An urgent investigation has been launched into government plans to double the number of prisoners being paid to work while still behind bars.
Ken Clarke, the Justice Secretary, has told officials he wants to see nearly 20,000 convicts – twice the number of people currently employed by Starbucks in the UK – carrying out regular work in prison within 10 years.
But the plans have caused alarm among trade unions, who fear that a large increase in prison labour could adversely affect the job market in surrounding areas. They are now leading an investigation into the policy.
The Department of Justice has rebranded the old Prison Industries Unit as a new body called One3one Solutions and wants to increase prison revenues to £130m a year by 2021. One3one, which is named after the number of prisons in the UK estate, is offering interested companies the chance of "utilising a workforce of motivated prisoners" who, it claims, are looking to "build outstanding business relationships with you".
Prisoners are not paid the minimum wage, and labour contracts seen by the investigative website Exaro News show companies are typically paying prisons the equivalent of around £2 an hour for prisoners' labour.
Most convicts are paid much less, with the prisons taking a variable amount of their salary. At this wage level, the unions say, companies may choose to outsource jobs to prisons which might otherwise go to the law-abiding unemployed. There are also concerns that as the numbers employed in prisons increase, the emphasis will be less on training and development and more on using "cheap labour" to subsidise the prison estate. The TUC has launched an urgent study into the effects that an increase in prison labour is likely to have and is conducting research to see if there is evidence of jobs being "transferred" to prisons.
The move comes as an investigation by Exaro found a growing number of companies doing business in prisons. Among them were Speedy Hire, the tool-hire company, which reduced its workforce by 800 and closed 75 depots in 2010. It has since increased the size of its prison contract – to service the machines it hires out – by around 10 per cent, paying Erlestoke, Garth and Pentonville prisons £114,012 for the services of almost 100 prisoners during the 2010-11 financial year.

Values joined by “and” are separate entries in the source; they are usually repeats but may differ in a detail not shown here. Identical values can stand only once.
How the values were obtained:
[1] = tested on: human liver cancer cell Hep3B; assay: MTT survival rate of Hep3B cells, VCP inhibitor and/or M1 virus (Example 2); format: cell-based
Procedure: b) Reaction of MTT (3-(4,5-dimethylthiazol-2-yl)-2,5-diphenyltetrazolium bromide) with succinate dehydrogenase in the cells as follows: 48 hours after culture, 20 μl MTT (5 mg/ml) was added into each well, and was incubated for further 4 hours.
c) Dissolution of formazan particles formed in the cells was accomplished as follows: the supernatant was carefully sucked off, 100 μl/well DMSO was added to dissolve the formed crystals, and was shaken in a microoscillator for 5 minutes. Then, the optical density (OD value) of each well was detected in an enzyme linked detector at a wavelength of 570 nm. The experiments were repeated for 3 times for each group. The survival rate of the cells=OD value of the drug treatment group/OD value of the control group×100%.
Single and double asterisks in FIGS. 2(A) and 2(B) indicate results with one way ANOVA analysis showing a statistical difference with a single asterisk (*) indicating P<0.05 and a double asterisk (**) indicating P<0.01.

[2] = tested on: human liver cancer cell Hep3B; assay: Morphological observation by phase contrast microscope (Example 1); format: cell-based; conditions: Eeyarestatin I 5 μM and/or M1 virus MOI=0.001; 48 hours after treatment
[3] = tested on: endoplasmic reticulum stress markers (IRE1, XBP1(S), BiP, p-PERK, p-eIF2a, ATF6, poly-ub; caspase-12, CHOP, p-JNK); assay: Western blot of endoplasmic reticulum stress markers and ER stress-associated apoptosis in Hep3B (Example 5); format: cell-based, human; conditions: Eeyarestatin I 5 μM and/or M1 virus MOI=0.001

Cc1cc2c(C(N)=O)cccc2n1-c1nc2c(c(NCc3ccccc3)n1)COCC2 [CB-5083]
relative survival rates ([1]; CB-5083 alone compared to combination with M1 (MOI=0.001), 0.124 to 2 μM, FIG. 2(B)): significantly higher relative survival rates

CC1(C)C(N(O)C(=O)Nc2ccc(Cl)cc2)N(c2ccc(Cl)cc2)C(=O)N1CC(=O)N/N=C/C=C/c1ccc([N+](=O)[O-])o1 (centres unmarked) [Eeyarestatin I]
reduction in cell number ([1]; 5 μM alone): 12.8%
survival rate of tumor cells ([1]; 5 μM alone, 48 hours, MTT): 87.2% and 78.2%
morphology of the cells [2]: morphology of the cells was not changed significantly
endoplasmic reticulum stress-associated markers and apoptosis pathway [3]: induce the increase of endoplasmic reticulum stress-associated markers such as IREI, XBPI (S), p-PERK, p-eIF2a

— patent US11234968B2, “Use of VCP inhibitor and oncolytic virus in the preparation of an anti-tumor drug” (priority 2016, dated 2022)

Speedy Hire told The Independent it was wrong to suggest that the purpose of the rehabilitation programme has been to enable it to reduce its costs during the recession. It added that its repair and maintenance workshops had increased their number of employees.
Calpac, a food packaging company, increased its contract with Kirkham prison from £34,321 in 2010 to £154,267. The company payroll showed that the highest-paid job is office manager – £40 for a 40-hour week. A "manual packing operative" was paid just 55p an hour. The payroll shows that many of the prisoners work overtime, taking them up to 60 hours a week.
Mike Perry, a director of Calpac, is quoted by One3one saying: "The costs of setting up a business within a prison are considerably lower." Caroline Onwuna, another of the company's directors, told Exaro: "If I moved my business on to the outside, I would be using machines not people."
Steve Gillan, general secretary of the Prison Officers Association, said allowing companies to pay so little was both "exploitative" of prisoners and risked damaging the wider economy. "We have concerns about simply using prisoners as 'cheap labour' for companies to cut their costs," he said. "Many prison are based in parts of the country which are very deprived and there is a real risk that companies will choose to go for the cheapest option and outsource work to prison."
Privately, sources at the Ministry of Justice admitted there was a risk such an ambitious target could backfire. But with the squeeze on prison budgets there is huge pressure to "make prisons pay".
A Ministry of Justice spokesperson said: "We want prisons to be places of productive work and industry where prisoners use their time constructively.
"We are clear that we must not unfairly substitute jobs in the community for work in prison."
Case study: Prisoners' families are silent victims of poor work pay
Mark Johnson, a former prisoner, believes education and treatment is more important than work behind bars. He is the founder of User Voice, a charity working to reduce re-offending ( www.uservoice.org)
In 1988 I was in prison and being paid £6.20 a week to work in the
kitchen. That was the best money in the prison. Other jobs I had included screwing lightbulbs together and sewing mail bags. For those I was paid about £3.50 a week.
That was the 1990s and wages in prisons have barely increased since then. When you consider that phone calls in prison cost up to five times more than the national average it puts it into perspective.
If prisoners are employed in prison then they need to be paid minimum wages. Prisoners' families are the silent victims in all of this – when someone goes to prison their whole family goes with them. But wages are only part of the problem.
The real issue is that it's all about employment in prison rather than employability. Sending prisoners to work in sweatshops might quench the public appetite for justice, but it's only a short-term fix.
Education and treatment in prison needs to be incentivised as much as employment. The Government rhetoric about work might sound good but it's just a smokescreen.Reuse content